I’m a first-time mom with a two-month-old. We’re an outdoorsy family, and it’s starting to get into the 90s where we live. I saw that the American Academy of Pediatrics says to avoid taking babies outside when the heat index is greater than 90 degrees. I’ve seen other sources say to stay inside if the outdoor temp is over 80! Some say to dress babies in short sleeves (to prevent overheating), others say long sleeves (to limit sun exposure). How do we safely have fun outside with our baby this summer? What are the precautions and risks for sun exposure vs. overheating that we should actually take into consideration?—Desperately Seeking Sun
One time, when my daughter was four months old, we were on an ill-timed vacation someplace extremely hot, and my husband and I got lost on a walk with the baby. In the pictures I have, I’m soaked in sweat, with the baby strapped to me in a Bjorn carrier and happily sleeping under a hat. My point being: if you take your baby out in the heat, don’t get lost.
Your question on sunscreen is easier to answer, and I wrote a little more about it in the second question here. The bottom line is that for young babies — or anyone — it’s better to get sun protection through clothing than sunscreen. But there isn’t any special reason babies cannot have a small amount of sunscreen on exposed skin if necessary.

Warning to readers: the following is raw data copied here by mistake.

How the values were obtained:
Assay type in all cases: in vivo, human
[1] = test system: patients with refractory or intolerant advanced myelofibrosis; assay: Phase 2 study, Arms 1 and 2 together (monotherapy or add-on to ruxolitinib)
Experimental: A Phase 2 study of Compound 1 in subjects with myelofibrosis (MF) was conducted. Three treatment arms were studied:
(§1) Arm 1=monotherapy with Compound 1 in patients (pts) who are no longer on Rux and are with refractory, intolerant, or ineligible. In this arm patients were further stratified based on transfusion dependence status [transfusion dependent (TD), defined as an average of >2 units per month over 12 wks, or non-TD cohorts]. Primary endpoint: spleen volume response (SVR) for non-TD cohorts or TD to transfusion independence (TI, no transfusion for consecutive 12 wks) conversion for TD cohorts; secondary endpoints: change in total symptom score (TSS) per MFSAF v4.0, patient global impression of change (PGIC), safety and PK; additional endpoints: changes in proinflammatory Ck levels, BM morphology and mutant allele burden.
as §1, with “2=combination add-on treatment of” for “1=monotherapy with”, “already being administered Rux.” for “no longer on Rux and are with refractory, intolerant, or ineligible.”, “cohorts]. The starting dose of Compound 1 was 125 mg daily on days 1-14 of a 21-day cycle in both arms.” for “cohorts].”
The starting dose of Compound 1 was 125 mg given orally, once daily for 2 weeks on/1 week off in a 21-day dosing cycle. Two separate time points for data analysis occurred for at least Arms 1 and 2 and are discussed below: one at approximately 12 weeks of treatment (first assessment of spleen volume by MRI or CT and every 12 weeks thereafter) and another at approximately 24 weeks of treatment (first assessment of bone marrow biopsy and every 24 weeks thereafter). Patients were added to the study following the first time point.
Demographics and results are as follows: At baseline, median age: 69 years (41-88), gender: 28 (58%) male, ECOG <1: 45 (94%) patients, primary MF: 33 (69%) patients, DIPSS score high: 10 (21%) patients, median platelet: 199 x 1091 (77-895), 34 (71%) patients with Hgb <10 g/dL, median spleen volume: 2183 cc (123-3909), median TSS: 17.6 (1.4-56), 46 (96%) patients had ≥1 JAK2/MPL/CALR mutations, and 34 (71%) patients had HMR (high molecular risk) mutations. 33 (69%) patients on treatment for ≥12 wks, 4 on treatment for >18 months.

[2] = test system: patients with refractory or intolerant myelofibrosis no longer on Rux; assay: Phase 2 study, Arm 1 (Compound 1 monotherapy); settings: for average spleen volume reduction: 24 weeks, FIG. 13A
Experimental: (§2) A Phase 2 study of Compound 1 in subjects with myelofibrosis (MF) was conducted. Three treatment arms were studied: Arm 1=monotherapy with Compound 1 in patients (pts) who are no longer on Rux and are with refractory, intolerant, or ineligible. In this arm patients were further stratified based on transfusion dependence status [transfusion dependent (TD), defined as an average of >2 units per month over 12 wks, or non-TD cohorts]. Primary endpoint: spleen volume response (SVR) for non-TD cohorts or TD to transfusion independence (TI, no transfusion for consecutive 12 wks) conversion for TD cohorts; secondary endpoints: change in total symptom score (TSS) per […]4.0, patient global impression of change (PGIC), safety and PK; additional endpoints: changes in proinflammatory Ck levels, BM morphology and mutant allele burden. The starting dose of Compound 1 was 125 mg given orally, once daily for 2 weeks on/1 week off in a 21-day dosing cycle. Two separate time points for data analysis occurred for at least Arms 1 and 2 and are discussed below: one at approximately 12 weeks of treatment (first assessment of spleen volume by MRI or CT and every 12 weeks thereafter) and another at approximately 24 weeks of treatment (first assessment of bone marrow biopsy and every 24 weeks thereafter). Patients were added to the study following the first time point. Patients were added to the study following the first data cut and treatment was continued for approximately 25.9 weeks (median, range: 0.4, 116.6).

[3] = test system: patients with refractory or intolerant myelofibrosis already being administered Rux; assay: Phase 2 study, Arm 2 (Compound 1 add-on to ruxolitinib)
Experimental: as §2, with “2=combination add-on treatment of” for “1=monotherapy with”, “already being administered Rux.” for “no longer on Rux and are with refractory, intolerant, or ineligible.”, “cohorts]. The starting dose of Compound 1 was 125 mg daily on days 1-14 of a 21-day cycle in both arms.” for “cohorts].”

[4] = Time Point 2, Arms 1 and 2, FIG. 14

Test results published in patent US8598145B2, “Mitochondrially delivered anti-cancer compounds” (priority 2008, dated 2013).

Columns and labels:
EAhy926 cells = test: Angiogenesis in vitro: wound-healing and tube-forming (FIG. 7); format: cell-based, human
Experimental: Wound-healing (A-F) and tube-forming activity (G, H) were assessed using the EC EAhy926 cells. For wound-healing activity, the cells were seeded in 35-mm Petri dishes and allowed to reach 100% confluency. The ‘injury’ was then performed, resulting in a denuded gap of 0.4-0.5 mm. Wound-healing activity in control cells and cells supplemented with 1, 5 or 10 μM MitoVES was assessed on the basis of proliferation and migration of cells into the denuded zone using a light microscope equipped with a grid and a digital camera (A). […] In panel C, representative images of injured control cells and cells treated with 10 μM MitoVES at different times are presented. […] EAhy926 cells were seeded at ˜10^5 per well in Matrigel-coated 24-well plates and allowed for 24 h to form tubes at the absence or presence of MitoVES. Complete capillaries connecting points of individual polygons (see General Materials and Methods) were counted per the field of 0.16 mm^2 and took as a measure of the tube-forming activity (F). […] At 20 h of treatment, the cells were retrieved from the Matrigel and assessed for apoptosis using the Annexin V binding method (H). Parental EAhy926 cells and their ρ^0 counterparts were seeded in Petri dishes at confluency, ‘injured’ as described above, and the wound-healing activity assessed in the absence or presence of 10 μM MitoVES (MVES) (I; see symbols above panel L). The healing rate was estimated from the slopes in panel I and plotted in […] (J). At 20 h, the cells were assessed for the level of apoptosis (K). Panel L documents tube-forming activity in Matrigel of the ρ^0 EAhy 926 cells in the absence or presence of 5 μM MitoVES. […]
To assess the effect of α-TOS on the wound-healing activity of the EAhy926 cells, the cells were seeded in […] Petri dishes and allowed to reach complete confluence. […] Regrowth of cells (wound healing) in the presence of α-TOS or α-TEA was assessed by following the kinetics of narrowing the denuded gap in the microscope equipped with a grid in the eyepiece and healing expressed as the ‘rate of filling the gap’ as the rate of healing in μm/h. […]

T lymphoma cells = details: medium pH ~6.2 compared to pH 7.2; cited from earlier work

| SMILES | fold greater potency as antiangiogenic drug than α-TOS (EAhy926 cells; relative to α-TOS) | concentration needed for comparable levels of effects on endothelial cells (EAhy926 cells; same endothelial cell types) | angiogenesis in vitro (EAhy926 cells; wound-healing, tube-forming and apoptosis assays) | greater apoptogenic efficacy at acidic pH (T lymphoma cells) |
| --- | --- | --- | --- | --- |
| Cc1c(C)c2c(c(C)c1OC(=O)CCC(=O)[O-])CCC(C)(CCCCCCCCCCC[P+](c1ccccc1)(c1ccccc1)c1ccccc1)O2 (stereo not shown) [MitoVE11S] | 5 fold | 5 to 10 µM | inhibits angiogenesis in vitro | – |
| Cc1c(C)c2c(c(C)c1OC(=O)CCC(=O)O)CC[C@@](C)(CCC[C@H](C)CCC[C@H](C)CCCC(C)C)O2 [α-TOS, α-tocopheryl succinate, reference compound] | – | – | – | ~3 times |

In terms of heat, the primary issue is that babies do not sweat as much as adults and get hot more quickly. They are therefore more prone to overheating, heat stroke, and dehydration. My sense is that a source of a lot of the caution is the relative tolerance of babies (or kids) versus adults. As in: just because you are comfortable, doesn’t mean the baby will be.
However, there isn’t anything I can see in the data that would suggest a “rule” about when you can and cannot take your infant outside. Researchers in the 1980s ran experiments on how babies react to heat, showing that babies have some ability to adjust to heat. (Also, the fact that these experiments were ethical suggests that some heat exposure is not too dangerous.)
It’s important to be aware of the possibilities of overheating and dehydration and react to them. Infants may need more fluids (either more breastfeeding or more formula or, for an infant over six months, water). As babies get hot, they can get very flushed — this may be a sign to go inside. And, as for anyone, if you can do your outside time earlier in the morning or later in the afternoon, that’s better.
On the whole, awareness of these issues and sensitivity to them is the key, rather than a rule about not taking babies outside under a particular cutoff temperature.